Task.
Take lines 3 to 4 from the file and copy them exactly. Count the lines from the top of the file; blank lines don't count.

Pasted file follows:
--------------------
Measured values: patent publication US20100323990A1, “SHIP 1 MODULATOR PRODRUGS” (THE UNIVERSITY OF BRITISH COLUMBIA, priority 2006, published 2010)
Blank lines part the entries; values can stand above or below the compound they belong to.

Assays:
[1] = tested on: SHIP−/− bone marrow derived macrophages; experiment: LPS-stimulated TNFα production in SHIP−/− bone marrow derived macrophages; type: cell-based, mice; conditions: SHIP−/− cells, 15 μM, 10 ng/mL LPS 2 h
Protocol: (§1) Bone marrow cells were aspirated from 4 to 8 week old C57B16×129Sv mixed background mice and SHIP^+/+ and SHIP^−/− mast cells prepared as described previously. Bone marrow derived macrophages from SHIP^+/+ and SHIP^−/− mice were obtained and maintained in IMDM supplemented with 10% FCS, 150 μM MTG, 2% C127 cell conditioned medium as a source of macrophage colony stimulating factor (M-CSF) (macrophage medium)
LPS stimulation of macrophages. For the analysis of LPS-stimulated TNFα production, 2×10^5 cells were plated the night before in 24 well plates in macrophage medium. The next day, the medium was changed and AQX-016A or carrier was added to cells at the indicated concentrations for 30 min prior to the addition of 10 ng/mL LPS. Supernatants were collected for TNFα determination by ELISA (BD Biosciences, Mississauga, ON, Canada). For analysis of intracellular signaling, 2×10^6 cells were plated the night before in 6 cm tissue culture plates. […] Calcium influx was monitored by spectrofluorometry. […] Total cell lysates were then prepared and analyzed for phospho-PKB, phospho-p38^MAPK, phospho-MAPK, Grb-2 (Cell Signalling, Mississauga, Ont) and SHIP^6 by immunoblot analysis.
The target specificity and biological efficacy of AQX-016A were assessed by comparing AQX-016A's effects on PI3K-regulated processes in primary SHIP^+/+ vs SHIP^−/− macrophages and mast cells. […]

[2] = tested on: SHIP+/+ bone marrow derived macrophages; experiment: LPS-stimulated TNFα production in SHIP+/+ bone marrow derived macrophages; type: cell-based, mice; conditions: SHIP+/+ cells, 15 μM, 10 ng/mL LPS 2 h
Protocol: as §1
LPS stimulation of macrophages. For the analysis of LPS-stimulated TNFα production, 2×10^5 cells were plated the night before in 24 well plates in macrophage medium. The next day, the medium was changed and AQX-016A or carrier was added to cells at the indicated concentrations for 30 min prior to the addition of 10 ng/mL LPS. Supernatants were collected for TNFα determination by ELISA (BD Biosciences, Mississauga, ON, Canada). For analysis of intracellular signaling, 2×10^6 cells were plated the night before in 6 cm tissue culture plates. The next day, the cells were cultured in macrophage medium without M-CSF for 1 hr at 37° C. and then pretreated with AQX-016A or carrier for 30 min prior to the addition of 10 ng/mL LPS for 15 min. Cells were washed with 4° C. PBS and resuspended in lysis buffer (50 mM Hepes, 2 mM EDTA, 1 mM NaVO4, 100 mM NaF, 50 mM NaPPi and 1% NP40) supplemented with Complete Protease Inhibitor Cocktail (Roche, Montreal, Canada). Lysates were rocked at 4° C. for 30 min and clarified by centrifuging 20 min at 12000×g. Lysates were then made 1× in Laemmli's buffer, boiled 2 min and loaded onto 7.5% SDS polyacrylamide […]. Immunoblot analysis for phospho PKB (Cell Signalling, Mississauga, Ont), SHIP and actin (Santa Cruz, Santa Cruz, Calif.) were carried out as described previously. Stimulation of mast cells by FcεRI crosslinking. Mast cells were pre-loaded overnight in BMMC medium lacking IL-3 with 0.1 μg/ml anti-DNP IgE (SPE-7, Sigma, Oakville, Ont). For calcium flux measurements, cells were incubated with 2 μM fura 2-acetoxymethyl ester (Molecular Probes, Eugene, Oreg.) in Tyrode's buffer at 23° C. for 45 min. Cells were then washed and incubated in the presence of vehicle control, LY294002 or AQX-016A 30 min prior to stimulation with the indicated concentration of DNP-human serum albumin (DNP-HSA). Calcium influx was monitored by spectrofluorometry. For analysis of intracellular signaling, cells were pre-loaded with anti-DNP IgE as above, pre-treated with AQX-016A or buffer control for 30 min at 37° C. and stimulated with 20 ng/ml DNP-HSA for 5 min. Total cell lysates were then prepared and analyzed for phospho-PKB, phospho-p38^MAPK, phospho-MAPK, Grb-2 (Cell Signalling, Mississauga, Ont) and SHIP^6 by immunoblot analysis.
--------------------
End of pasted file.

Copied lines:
Assays:
[1] = tested on: SHIP−/− bone marrow derived macrophages; experiment: LPS-stimulated TNFα production in SHIP−/− bone marrow derived macrophages; type: cell-based, mice; conditions: SHIP−/− cells, 15 μM, 10 ng/mL LPS 2 h